Health Minister Yuli Edelstein and his deputy, Yoav Kisch, both predicted Tuesday that an approaching national three-week lockdown that will severely limit movement and shutter the education system cannot be expected to bring a sharp drop in coronavirus infection rates.
While Edelstein warned that the lockdown restrictions may be extended to further control the virus before they are eventually lifted, Kisch said the national closure will likely only prevent an increase in the speed at which the virus is spreading.
On Friday at 2 p.m. Israel will go into a lockdown that limits non-essential movement to within 500 meters of the home and will keep the entire education system closed, among other measures to shut down public life. The lockdown will continue throughout the High Holiday and Sukkot festival period that begins with the start of Rosh Hashanah, the Jewish New Year, on Friday evening and ends with Simhat Torah on October 9. Schools, which close down a day early, on Thursday, would anyway have been closed for much of that period.
Edelstein warned that the daily infection rates are not expected to suddenly plummet.
“With the current situation of the lockdown, anyone who thinks that in two or three weeks’ time the numbers will go down to 500 or 1,000 diagnoses a day doesn’t know what he is talking about. It is not just that we won’t ease up on [the restrictions], we may need to tighten them,” Edelstein told the Ynet website.
Speaking from quarantine as he was required to self-isolate after recent exposure to a virus carrier, Edelstein justified the closure of the education system day before the general lockdown takes hold.
“We thought that even one day will prevent a few thousand infections,” Edelstein explained. “There are tens of thousands of people in isolation and thousands of patients, and [thousands of] institutions that were closed.”
Kisch told the Kan public broadcaster that how things eventually pan out depends on how much the populace adheres to Health Ministry guidelines on social distancing and hygiene rather than finding loopholes to get around the restrictions.
The lockdown will continue for at least three weeks, and “perhaps more,” Kisch said. When pressed to give a figure for how low the daily infection cases must fall in order for the lockdown to be lifted, Kisch said 1,000 cases a day, the same figure quoted earlier this week by Health Ministry director-general Chezy Levy.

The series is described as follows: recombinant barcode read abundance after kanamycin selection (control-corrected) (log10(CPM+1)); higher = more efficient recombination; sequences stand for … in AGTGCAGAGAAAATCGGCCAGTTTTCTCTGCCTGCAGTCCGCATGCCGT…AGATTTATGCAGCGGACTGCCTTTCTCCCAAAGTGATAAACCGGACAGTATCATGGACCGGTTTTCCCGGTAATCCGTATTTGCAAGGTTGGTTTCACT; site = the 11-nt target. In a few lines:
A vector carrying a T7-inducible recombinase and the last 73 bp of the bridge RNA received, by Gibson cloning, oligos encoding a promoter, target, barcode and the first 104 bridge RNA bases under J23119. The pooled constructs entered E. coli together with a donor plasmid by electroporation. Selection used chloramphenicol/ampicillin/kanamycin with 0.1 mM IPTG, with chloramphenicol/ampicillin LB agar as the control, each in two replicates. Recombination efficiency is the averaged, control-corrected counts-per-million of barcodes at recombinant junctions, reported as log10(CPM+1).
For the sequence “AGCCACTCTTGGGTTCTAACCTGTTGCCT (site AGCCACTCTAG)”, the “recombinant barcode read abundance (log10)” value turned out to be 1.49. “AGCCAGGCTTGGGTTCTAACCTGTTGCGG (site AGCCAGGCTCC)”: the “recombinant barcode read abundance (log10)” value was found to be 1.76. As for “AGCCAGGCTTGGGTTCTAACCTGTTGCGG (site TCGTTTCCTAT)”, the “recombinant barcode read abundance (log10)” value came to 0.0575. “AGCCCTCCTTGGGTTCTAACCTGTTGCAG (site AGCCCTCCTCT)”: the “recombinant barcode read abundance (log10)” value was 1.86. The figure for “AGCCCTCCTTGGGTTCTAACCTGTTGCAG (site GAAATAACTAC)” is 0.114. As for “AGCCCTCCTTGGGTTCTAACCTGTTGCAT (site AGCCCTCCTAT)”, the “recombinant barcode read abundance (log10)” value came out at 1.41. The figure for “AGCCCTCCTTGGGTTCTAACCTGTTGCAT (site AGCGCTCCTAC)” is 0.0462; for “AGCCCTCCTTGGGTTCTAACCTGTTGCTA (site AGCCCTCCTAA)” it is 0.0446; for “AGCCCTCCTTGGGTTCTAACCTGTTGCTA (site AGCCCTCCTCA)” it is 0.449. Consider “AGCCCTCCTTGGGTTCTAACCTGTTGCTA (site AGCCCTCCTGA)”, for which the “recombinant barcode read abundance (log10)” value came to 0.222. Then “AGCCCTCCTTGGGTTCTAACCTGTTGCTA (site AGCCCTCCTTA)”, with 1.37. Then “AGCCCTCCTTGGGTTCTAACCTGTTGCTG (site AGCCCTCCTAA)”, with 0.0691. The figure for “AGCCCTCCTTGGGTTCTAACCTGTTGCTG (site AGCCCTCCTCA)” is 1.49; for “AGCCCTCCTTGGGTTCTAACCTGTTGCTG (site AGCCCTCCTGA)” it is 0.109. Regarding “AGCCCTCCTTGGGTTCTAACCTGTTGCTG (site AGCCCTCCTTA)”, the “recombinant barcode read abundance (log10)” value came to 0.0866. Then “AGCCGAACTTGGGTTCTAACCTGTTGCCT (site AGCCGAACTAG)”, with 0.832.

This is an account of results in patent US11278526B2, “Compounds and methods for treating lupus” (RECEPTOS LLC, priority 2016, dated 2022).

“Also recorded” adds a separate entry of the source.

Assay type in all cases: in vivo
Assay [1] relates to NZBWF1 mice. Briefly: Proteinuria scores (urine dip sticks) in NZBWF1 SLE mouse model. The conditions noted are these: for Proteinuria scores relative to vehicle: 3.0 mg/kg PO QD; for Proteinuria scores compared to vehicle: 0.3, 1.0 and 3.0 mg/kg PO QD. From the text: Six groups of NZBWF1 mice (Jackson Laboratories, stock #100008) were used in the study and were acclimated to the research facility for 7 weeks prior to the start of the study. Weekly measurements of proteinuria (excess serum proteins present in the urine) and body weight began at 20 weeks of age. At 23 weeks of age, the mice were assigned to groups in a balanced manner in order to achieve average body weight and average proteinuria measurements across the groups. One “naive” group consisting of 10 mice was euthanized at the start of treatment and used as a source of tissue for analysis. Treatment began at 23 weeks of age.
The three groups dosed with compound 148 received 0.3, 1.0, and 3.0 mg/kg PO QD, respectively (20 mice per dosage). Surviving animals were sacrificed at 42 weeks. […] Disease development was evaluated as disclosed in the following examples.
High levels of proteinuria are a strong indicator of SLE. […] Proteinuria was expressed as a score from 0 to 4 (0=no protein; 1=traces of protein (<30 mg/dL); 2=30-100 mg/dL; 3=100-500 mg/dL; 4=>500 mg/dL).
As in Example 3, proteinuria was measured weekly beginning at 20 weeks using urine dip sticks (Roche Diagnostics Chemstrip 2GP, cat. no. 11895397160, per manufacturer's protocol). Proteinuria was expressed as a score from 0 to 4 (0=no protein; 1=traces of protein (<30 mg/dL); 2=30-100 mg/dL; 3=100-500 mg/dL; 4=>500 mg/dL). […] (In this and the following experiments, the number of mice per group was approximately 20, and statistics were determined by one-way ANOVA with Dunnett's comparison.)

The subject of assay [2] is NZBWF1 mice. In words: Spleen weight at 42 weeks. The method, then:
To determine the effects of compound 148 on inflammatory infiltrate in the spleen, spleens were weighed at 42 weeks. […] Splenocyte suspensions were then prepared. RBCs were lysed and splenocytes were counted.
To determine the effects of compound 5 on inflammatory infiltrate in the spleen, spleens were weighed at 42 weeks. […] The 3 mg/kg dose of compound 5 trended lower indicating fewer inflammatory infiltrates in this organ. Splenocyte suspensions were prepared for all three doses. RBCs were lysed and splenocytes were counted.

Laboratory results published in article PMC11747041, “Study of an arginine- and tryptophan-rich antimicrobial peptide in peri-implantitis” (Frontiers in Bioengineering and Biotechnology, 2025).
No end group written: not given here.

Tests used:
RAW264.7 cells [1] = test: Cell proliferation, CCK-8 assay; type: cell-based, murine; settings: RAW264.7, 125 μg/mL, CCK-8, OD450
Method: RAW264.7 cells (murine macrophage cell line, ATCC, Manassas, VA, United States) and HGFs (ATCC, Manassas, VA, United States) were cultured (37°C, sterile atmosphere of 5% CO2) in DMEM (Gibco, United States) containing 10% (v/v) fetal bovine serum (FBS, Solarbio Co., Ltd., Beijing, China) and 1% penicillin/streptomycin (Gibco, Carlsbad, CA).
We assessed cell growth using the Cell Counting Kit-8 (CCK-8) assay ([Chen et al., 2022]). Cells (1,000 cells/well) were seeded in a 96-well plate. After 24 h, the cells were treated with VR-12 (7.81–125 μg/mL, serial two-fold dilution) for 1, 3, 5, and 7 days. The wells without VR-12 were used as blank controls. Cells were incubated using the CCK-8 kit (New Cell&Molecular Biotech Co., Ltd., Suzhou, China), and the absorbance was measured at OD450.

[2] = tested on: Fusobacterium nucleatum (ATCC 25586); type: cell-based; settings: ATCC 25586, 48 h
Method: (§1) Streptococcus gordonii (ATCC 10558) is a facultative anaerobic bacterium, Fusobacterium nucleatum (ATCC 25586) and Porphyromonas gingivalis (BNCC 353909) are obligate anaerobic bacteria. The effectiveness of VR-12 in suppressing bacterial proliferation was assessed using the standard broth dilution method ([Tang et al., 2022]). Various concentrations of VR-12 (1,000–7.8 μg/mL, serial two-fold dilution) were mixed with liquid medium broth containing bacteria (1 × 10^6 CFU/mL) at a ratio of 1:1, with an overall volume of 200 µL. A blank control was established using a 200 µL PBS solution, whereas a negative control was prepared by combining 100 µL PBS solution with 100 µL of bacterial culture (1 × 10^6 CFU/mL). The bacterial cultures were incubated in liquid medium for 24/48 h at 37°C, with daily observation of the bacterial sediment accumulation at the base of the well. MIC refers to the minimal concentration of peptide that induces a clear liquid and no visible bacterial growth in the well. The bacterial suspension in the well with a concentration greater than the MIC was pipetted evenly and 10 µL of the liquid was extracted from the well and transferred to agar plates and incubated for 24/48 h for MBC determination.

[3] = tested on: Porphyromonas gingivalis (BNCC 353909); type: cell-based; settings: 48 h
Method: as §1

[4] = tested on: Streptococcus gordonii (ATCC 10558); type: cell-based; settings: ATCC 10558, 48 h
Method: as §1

His assessment came as Health Ministry data showed that 5,500 virus cases were diagnosed on Tuesday.
“We can’t expect dramatic reductions in the infection numbers, but what will happen is it will stop the infection rate [increase] and perhaps bring it down a little,” as well as prevent a fresh outbreak during the holiday period, he said.
Kisch, who a day earlier predicted that bodies will pile up in the streets if the lockdown is ignored, admitted to the radio station that he is “beginning to be worried” after seeing firsthand that the public is failing to comply fully with existing Health Ministry orders. He voiced his concerns that there will be those who try to get around the lockdown by using some of the various exceptions to the restrictions that have been granted.
“Anyone who wants to leave home will find a reason to do so,” he said and lamented that the public had become complacent about the virus because hospitals are still accepting patients. Many hospitals in recent months have at times reached, or even surpassed, their planned occupancy.
The country has seen virus transmission spike in recent weeks, with thousands of cases traced back to schools since they opened on September 1, though many older students were spending most of their week at home distance-learning.
The swift reopening of schools in May, after the first lockdown, was among the major factors blamed for the swift reversal of Israel’s initial success in fighting off the pandemic during the first wave of the virus.
The Health Ministry said Wednesday morning that 166,794 people have been diagnosed with COVID-19 since the pandemic began, including 42,862 active cases — a number that has been sharply rising for the past few weeks.
Of them, 535 were in serious condition, including 138 on ventilators. Another 213 were in moderate condition and the rest had mild or no symptoms.